An Ill-Engineered Alarm Clock Feature

My alarm clock, just several years old, has a seemingly nifty feature that actually backfires.

This feature is essentially a projector of the time against a ceiling, to be used typically at night.  Imagine, time on your ceiling!

But, not so fast.  The projected time, by our perception it becomes blurred when viewed in the very milieu that it was made for:  a nighttime room!

So, what’s the secret?  Central vision works best in sufficiently bright light, due to its domination of cones.  On the other hand, vision in the dark is run by rod cells, which dwell outside that central region of the retina. So the point of the projected image your eyes are focused on is actually fuzzy.  Moreover, since only cones can process light info that contains color, they are disadvantaged in a dark room as such.  Of course, the alarm clock proper does not bear this difference, for this display, by its nature is its own light source.  And now that I have advised you of this sly feature, I hope you can get a better understanding of this.  (They probably should have consulted a neuroscientist, neurologist or ophthalmologist for better insight.  LOL)

And for the stargazers among you, this is true for dim stars, which can only be seen at a  directly adjacent point.

Alarm Projector
While there is apparently no difference in visibility in a camera, when your eyes actually this very image, you may have to “zig-zag” your gaze to get the time, or just use the commonsense method, look at the clock itself!

As a man blessed as a articulate writer and knowledge liaison, again and again you can count on me for making the arcane, technical world of science (and other topics) yours, especially after further schooling (and perhaps personal study of these secular topics).  And this may be a good time to focus my blog as I follow my Lord and Savior Jesus.

I must mention a key Scripture passage: the Parable of the Talents in Matthew 25, that whatever you’ve been given, you should appreciate, and indeed build upon that.  The word “talent” in that time, which was a very large monetary unit, has been adopted into English as what it means now:  a natural skill, honed by practice!  So don’t take your talents lightly.  The parable, as usual, is what Jesus spoke to the disciples.

So be a wise consumer.  Pray for what you need.  And remember, even the finest things earth has to offer is not even near perfect.

Ramadan, VCR Connection, and Vision

Many of my Muslim readers, now in the throes of Ramadan, their holiest month when eating is prohibited daily from dawn to dusk, are probably really bent out of shape.  Their main test of when to cease eating each morning is by distinguishing a white thread from a black one.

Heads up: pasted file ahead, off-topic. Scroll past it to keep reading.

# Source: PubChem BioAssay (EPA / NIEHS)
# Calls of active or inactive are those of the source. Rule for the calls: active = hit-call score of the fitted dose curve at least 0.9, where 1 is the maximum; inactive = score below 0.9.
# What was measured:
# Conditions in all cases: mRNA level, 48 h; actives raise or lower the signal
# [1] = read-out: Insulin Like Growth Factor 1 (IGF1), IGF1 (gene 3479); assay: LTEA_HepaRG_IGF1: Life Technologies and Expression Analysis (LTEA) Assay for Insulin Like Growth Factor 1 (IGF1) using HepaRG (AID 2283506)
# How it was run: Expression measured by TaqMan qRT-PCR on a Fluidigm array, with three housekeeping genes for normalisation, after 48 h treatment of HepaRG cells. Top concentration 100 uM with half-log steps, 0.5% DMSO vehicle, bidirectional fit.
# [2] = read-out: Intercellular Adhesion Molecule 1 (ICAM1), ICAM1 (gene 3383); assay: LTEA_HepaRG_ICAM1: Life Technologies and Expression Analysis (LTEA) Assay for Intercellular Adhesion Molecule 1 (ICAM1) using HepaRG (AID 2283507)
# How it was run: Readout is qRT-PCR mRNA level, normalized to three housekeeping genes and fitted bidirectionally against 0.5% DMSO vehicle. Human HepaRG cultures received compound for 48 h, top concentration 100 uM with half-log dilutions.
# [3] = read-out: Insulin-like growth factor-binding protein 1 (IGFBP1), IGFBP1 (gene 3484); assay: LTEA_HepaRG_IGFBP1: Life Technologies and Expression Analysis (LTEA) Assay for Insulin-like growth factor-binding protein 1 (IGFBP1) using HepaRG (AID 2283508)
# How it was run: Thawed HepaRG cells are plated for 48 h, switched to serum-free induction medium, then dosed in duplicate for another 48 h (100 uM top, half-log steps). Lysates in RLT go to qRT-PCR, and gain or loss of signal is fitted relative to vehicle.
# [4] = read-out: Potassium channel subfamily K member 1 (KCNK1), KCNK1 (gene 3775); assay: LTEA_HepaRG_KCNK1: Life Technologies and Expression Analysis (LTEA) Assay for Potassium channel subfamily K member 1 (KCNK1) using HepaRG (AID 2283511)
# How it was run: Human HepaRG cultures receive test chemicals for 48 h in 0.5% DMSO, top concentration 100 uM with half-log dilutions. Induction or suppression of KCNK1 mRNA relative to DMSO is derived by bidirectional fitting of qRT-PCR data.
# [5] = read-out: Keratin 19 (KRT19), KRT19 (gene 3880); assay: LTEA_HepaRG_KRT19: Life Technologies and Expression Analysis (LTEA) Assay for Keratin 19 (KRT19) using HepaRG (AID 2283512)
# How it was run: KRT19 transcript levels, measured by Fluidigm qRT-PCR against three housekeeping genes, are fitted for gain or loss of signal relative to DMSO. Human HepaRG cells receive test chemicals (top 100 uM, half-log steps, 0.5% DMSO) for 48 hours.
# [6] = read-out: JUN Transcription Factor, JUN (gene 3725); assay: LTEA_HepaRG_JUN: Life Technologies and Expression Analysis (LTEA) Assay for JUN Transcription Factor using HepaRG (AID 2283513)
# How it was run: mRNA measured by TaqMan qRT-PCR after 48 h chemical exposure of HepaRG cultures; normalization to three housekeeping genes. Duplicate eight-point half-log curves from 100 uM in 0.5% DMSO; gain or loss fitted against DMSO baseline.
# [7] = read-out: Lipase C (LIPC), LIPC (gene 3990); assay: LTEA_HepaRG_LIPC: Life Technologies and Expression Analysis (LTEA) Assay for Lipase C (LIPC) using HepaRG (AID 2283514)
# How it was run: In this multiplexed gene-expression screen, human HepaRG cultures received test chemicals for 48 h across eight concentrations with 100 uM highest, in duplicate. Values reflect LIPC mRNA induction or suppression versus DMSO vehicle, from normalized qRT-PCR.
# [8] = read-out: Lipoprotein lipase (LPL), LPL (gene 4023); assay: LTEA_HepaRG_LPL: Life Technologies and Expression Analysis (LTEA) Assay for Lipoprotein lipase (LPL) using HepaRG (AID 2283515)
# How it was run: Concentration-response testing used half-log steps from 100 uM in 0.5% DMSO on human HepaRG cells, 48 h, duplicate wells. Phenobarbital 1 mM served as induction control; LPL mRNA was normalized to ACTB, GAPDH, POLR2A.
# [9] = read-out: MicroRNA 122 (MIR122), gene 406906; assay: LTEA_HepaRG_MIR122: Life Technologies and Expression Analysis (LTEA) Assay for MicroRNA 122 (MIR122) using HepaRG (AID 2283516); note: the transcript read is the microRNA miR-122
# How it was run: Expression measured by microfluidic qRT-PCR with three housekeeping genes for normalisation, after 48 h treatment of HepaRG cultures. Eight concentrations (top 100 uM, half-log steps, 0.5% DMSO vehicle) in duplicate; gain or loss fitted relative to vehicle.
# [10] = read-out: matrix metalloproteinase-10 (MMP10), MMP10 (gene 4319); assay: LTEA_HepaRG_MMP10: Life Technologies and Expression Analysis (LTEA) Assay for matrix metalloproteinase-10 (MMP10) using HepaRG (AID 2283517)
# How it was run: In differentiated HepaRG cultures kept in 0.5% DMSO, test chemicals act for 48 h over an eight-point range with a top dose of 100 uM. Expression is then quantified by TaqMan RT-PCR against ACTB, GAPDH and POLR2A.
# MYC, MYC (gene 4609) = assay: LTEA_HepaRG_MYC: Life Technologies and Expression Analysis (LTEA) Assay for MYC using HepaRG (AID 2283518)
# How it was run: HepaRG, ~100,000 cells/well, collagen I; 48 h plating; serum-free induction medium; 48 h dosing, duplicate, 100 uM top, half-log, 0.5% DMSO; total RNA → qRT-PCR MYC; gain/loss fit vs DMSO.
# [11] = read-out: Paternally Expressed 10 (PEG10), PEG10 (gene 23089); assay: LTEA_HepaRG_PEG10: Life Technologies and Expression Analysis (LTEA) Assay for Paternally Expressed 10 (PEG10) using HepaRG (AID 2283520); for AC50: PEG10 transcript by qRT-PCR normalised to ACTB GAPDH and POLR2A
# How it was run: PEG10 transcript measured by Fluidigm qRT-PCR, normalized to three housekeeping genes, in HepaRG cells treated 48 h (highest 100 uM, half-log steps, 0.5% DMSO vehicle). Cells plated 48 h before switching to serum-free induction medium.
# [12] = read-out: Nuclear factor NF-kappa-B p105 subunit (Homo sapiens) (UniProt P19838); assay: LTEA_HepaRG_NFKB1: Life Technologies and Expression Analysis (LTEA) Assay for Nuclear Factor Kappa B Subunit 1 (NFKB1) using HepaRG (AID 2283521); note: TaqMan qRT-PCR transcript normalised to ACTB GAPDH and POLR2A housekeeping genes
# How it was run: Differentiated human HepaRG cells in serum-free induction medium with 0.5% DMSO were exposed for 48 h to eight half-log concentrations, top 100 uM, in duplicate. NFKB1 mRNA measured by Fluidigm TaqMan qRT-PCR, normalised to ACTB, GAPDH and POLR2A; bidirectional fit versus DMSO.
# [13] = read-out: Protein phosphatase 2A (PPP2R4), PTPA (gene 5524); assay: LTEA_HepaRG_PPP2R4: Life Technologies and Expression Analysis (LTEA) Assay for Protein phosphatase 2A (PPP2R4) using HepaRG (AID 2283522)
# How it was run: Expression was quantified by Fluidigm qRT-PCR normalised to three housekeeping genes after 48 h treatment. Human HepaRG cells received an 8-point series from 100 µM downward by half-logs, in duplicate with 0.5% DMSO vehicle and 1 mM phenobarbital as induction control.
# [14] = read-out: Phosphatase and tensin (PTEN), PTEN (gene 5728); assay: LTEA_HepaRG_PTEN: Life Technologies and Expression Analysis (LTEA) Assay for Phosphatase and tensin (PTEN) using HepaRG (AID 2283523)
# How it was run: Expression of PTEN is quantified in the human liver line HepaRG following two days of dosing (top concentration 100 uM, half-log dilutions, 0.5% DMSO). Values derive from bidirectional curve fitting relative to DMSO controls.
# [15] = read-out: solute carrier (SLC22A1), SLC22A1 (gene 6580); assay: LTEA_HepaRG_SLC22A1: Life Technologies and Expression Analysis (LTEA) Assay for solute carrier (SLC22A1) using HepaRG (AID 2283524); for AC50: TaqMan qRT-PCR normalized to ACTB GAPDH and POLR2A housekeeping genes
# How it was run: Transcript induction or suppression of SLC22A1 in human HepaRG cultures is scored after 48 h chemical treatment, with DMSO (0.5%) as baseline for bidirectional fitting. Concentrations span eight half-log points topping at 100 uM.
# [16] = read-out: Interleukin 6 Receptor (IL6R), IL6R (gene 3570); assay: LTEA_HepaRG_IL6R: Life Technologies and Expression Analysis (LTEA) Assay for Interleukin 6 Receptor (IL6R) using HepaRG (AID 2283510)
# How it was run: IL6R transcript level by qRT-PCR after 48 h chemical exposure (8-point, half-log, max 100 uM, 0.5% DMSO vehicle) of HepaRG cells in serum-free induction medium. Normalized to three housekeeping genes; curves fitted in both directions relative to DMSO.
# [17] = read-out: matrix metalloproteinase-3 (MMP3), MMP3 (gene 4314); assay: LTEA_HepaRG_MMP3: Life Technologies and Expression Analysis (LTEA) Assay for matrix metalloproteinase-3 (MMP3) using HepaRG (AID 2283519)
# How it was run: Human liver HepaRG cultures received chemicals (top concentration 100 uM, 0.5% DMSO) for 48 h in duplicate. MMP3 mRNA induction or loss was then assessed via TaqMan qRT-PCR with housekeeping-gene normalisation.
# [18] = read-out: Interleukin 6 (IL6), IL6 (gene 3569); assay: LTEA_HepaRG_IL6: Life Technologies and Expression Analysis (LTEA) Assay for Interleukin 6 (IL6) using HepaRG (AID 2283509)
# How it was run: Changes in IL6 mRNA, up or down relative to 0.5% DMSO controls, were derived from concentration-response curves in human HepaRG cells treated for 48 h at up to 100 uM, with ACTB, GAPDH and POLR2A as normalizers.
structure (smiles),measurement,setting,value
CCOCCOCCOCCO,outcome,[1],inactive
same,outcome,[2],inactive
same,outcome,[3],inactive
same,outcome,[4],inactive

As for me, one evening, had a similar battle when hooking up a digital-to-analog converter (using red-yellow-white A/V cable) to a VHS VCR, in turn to a analog TV.  The portion with the yellow plug is for video, that with the white plug is for audio.  The red plug, also for audio, was here irrelevant due to the monaural nature of this VCR (it would typically be used for stereo purposes).  So anyway, due to the A/V inputs (and outputs) being in a deep nook in the rear face of the VCR, without enough illumination, the yellow and white jacks were hardly distinguishable.

For this situation and the Ramadan test above, the same phenomenon is at play here.  Colors cannot be distinguished until light is bright enough.  Until that threshold is reached, the retinal rod cells all act the same way (though differently with different colors, I assume these are different shades of gray).  But with enough light, yellow and white are distinguishable, and ditto for the daily Ramadan thread test.

Hmm…maybe I should use a flashlight next time.  As for the early-morning “thread test” and the all-day fast throughout Ramadan, that makes me glad (personally at least) that I’m not a Muslim!

Why Owls Can Turn their Heads Toward their Backs

Owls, aside from their folklore-based wisdom, bear one capacity that we humans can only dream of:  viewing what’s behind them without turning around.  Their heads can turn 270° from the frontal position, which is really just 90° in the opposite direction.

However, what really warrants this need is 1) their very large, almost motionless eyes, and 2) the arterial organization toward the brain.

In owls, the vertebrae give ample space in certain arteries, which in humans are confined to small spaces.  Also, the carotid artery, a “confined” artery, happens to be at the central axis of rotation.  And like humans, predatory birds, and animal able to hunt, their vision is binocular and thus with good depth perception.

These details and more, can be seen in the attached YouTube video below, courtesy of the principal source (at the bottom of the page, which you can also visit.  By the way, this observation was not primarily studied by ornithologists, but by medical doctors who specialize in vascular issues.  Their insight is highly appreciated.


With the eyeful they receive on a daily basis, no wonder they’re considered so “wise.”